Holding your disc shape with one hand and using a rolling pin with the other (using the palm of your hand to roll) roll just the edges of the disc and continue turning the dough so the centre is thinker that the edges. Then the last roll, flatten the middle.

 Take your piece, lay it flat on the palm of your hands place 1 ½ teaspoons of your filling in the centre slightly length ways from your wrist to fingers
The easiest way to fold them is to cradle the piece in your hand as if starting to fold it in half length ways and pinch one corner completely so the dough is completely sealed and keep pinching around the edge of your momo so it looks like a pastie or half circle.

Place your momo’s in the steamer and steam for 15 minutes and when they are done, momo’s should feel dry, not sticky.  

Serve with any kind of dipping sauce!



 




Wednesday, 24 September 2014

Leaping into the crazy world!

So I am about to embark on a crazy adventure. Actually I am already on it! This blog is about to get a little bit diffs. For this who know me, you know that I have made a huge decision to leave the job I was at for the last 9 years and move into a totally different direction. Leeeeeeeap! I have chosen to follow my heart and try and make a go of something new!
Found this on the plane on the first leg of my journey....appropriate much?!



So as I merge into the career path of health, wellness, food, nutrition, coaching, empowering and whatever else that goes along with that I have taken sometime off to explore what I love the most.....the world! Broad you think? Travelling alongside the previous mentioned topics is one of my ultimate passions. And I intend to keep you updated on my travels as I explore culture, traditions, food, sights, sounds, feelings and basically life. Life is meant to be filled as much as possible with the things we love. So that is what I am doing! So if you love travel and love seeing what the world looks like as I explore the simple life, food, the streets, the people and pretty much all things that I find awesome, then welcome. and keep reading!

Saturday, 30 August 2014

Take a seat....

Hiiiiiiiiiii superstars!!!

This year I took part in the Mindful in May challenge to raise money for clean drinking water for those that unfortunately this is a privilege for. Sad. So for the whole month of May the challenge was to do the 10 minute meditation practice sent to me everyday. It isn't easy. For two reasons. 1) we are busy and priorities other (and mostly less important tasks) and 2) just as if you start a super cool fitness regime, it can be tiring. Instead of your body working out it is your mind. Aaaaaaaanyways I have needed to clean out my emails and I have since come across this little clip that I missed. I really encourage to to take the 5 minutes to watch how amazing life can be.  Click on the words below.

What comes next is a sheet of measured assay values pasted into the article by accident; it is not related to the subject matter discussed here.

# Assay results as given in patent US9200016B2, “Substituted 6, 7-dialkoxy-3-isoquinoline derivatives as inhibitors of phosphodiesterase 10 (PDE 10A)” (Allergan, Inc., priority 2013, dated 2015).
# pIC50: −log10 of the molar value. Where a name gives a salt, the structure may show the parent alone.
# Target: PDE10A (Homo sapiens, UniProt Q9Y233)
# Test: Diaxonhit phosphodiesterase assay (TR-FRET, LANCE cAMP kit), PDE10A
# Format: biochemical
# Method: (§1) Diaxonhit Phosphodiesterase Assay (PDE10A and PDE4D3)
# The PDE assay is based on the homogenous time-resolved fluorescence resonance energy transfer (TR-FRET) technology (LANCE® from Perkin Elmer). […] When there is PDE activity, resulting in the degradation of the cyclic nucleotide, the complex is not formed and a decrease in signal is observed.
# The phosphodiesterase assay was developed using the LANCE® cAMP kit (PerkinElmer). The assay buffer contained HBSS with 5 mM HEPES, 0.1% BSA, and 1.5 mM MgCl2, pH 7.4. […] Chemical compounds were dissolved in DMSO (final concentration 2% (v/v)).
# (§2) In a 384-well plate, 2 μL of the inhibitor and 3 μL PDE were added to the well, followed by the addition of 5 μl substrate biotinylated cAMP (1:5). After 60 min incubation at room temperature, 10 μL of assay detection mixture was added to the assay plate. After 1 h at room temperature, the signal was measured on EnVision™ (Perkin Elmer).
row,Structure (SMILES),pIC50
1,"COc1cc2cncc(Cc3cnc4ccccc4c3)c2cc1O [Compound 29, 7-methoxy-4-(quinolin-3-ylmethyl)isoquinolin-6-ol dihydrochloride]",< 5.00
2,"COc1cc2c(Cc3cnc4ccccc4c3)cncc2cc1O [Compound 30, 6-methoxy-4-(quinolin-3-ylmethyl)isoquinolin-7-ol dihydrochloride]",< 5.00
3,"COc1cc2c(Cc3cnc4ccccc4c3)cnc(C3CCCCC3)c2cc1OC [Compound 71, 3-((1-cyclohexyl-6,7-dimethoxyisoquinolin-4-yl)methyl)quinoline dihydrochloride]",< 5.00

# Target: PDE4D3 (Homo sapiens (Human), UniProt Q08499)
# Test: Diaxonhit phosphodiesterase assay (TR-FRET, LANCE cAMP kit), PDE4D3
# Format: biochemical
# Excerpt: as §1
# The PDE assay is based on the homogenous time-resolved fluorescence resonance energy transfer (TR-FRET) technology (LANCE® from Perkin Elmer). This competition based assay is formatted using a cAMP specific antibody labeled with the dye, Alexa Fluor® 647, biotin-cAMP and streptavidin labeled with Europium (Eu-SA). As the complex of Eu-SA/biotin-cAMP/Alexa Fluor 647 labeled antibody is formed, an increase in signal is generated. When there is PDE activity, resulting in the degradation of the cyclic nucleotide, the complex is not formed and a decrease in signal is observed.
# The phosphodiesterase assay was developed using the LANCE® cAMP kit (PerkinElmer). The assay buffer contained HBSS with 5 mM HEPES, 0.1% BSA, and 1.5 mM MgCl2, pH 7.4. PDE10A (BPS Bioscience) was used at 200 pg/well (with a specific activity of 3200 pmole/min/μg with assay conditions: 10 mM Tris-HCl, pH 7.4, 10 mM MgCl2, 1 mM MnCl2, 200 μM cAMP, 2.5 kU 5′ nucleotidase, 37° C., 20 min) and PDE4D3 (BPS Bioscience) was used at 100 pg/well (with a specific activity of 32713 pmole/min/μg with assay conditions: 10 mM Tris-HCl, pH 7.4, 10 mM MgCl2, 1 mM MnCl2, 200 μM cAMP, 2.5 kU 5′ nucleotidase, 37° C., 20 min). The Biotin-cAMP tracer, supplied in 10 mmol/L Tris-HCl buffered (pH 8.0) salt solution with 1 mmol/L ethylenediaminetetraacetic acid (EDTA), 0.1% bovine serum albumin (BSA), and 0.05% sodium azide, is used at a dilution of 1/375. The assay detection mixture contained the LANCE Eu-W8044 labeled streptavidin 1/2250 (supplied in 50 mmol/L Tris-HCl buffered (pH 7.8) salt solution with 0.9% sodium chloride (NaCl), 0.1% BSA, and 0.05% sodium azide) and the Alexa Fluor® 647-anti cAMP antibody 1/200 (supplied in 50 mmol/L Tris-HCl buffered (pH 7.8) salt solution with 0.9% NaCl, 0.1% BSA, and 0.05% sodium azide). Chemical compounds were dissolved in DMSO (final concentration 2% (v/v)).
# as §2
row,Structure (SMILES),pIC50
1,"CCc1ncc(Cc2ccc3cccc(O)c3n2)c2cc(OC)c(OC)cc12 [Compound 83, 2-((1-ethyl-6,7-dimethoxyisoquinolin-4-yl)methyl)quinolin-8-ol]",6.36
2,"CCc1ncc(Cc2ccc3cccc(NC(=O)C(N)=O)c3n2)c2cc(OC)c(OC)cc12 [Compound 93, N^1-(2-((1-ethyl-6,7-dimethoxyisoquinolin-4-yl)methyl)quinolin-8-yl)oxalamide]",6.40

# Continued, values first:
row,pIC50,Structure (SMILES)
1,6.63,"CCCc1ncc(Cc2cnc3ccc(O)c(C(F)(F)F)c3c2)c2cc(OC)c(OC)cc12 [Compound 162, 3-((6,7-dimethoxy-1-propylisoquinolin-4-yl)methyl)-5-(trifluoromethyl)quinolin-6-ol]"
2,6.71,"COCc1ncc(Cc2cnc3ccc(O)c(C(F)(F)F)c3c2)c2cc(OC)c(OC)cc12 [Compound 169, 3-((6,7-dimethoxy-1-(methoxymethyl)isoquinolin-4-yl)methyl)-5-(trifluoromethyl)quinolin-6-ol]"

Thursday, 28 August 2014

Fennel and orange salad

This is a really light summery salad and the fennel is great for aiding digestion and minimises wind, bloating and indigestion. I know it is not summer here in Australia yet but I don't care....I love fennel!



Fennel and orange salad


1 medium sized fennel
1 orange
1 cup of salad greens, lettuce, rocket or baby spinach
2 tsp fennel fronds
2 tbsp roughly chopped mint
2 tbsp toasted walnuts chopped of crumbled
2 tbsp capers (optional)

Dressing


2 tbsp lemon juice
3 tbsp orange juice
2 tbsp olive oil
1 tsp mustard powder 
1 tsp cumin
salt pepper

1. Peel orange with a sharp knife and cutting away any of the whites from the peel and cut orange into segments
2. Thinly slice fennel lengthways and combine in a bowl with the orange, mint and fennel fronds.
3. Combine all ingredients in a small bowl and mix till well combined, or my favourite is placing all ingredients in a jar and shaking together. 
4. Pour half of the dressing over the mix and toss until covered. 
5. Arranged greens on a platter and top with fennel mix. 
6. Drizzled over remaining dressing and garnish with toasted walnuts and capers.





Sunday, 24 August 2014

Mushroom bun burger with Rosemary Fried lemons

Everyone needs a burger from time to time. Or maybe you need one once a week. And if it is a burger like this then its A OK! What difference does the 'A' make on front of the 'ok'?? Meh...anyways I was never the biggest fan of mushrooms until maybe the last year. And the lager the mushroom the stronger the flavour. Which is why I had a wee bit of food anxiety about making this. But prepared this way, kicked that worry in the shins!

Mushroom bun burger


You can use any larger flat variety of mushroom, as they are around the same size as burger bun.
1. Wipe over mushroom with a paper towel and rub with olive oil.
2. Season with a little salt and pepper and place inside up on a aluminium lined baking tray
3. Bake in oven at 220 degrees for 10-12 minutes.

Once your burger buns are done you can fill with any of your favourite fillings. I packed this full of salads and avocado with a grass fed beef patty. I really wanted that tomato sauce taste without using the processed, number filled kind so I mixed a little bit of a weirdo sauce....

100% organice tomato paste
Tahini
Honey

Sweet and creamy!

I recommend giving these pieces of Rosemary fried lemons a go! From my fav Civilised Caveman George Bryant. I was so curious that I could't help myself. Amazing taste!!